There are a number of cloud providers who also provide database services, like AWS, Azure, Google, or Oracle. These offerings are popular due to their high availability, performance, and cost. As per the Gartner’s magic quadrant for cloud database management systems, AWS, MS Azure, Google, and Oracle all fall in the Leader’s quadrant (source: Gartner).

There are three major types of cloud offerings – Infrastructure as a Service (IaaS), Platform as a Service (PaaS), and Software as a Service (SaaS). This article aims not to discuss different types of cloud offerings but how DBAs need to adjust and conduct their database activities based on the type of cloud they are working with. The following table provides a glimpse of all the database activities and what action needs to be taken by DBAs on each type of infrastructure.

DB ActivitiesOn-PremIaaSPaaSSaaS
Architecture & Design
Installation
Patching/ Upgrades
DB Maintenance
Performance & Tuning
Backup & Recovery
Capacity Planning
Security & Audit
High Availability
Troubleshooting
Reporting
Manage DB VM Server
DB Service Configuration
Vendor SLAs
Data Ownership

(Figure 1: Comparing DB activities in cloud)

The company’s DBAs will have more activities to perform if the database is on-premises or on an IaaS cloud solution where the VM, resources, and storage responsibility is with the IaaS provider. DBAs will have fewer activities to perform with PaaS, as the only activity is the configuration and integration of database service providers, but they do need to manage SLAs with PaaS/ DBaaS providers. If an application is a SaaS application, the database will also be maintained by the SaaS vendor.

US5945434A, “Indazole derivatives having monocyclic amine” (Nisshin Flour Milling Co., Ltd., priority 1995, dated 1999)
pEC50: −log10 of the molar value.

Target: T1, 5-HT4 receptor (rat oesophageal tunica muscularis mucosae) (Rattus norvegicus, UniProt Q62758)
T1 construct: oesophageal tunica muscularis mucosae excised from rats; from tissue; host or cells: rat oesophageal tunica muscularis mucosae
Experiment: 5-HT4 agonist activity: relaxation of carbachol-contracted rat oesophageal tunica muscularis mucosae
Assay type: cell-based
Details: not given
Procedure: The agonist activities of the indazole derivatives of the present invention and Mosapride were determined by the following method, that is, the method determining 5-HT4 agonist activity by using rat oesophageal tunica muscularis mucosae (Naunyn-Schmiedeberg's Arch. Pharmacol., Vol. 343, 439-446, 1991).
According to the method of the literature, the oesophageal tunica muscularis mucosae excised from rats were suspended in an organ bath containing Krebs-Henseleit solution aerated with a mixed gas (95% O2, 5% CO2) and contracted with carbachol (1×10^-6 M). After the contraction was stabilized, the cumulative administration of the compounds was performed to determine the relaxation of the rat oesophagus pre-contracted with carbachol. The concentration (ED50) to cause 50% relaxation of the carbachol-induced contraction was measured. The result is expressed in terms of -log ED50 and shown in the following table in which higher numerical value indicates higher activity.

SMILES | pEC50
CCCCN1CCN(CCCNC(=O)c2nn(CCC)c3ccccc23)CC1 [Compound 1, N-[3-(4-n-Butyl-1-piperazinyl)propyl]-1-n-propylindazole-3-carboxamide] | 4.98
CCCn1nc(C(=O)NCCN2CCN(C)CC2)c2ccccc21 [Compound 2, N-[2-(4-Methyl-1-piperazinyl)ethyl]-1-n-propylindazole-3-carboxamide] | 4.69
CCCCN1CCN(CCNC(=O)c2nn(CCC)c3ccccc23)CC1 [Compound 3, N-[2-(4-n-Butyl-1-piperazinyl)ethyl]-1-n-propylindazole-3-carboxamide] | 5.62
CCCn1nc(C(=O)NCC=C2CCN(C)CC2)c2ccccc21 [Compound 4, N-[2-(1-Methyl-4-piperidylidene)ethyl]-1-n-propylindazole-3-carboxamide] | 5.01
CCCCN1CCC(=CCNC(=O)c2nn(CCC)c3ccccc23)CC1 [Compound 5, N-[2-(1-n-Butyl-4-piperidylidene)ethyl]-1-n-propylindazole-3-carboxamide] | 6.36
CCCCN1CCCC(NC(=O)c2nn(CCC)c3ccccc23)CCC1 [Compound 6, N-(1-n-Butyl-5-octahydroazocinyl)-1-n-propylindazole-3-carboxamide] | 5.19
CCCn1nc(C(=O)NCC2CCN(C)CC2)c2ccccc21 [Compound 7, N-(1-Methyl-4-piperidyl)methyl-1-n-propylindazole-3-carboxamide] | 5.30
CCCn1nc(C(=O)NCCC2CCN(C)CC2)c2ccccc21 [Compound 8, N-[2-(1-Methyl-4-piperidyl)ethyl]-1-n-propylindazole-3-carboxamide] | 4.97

No matter which cloud flavor the company is on, data ownership will still reside with the company, and that’s why companies need to be careful while engaging with any cloud provider. Some of the items, but not limited to, that we need to be careful about are:

  • Reporting requirements
  • Cost of database management
  • Support provided by the cloud vendor
  • Manage egress & ingress rules for the data management
  • Performance & Recovery service level agreements (SLAs)
  • Soc2 Type2 reports provided by cloud database vendor detailing controls on data and database.

Using Machine Learning (ML) and Automation for Repetitive Database Tasks

A lot of activities database administrators perform are repetitive in nature. These activities can be easily scheduled and triggered based on an event. Artificial Intelligence/ Machine Learning (AI/ML) helps identify patterns and can be used to automate those mundane database activities. AI/ML allows the system to learn from past experience and perform actions as humans. Machines learn the pattern, and as an event starts happening more and more, it becomes easy for the system to trigger actions. AI/ML helps data management, the ETL process, and Master data Management (MDM).